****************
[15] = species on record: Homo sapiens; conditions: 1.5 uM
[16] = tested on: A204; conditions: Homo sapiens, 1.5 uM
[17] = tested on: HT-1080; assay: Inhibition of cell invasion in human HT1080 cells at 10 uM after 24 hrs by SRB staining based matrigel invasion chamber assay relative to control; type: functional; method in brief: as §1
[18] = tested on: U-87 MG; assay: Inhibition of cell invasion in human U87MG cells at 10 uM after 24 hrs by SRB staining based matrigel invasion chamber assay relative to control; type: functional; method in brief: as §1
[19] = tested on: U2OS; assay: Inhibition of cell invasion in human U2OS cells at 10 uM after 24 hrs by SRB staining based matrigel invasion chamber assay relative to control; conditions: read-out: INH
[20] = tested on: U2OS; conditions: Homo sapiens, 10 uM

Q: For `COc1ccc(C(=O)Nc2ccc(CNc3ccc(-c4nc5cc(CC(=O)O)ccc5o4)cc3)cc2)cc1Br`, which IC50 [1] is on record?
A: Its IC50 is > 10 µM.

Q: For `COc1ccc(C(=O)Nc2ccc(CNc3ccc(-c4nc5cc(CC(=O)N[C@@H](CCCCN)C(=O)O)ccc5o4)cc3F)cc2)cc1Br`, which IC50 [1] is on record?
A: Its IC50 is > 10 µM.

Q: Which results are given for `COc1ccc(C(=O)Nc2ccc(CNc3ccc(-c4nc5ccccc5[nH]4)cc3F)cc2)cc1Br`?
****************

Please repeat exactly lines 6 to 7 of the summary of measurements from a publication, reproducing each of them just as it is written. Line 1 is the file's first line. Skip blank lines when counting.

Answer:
[20] = tested on: U2OS; conditions: Homo sapiens, 10 uM

Q: For `COc1ccc(C(=O)Nc2ccc(CNc3ccc(-c4nc5cc(CC(=O)O)ccc5o4)cc3)cc2)cc1Br`, which IC50 [1] is on record?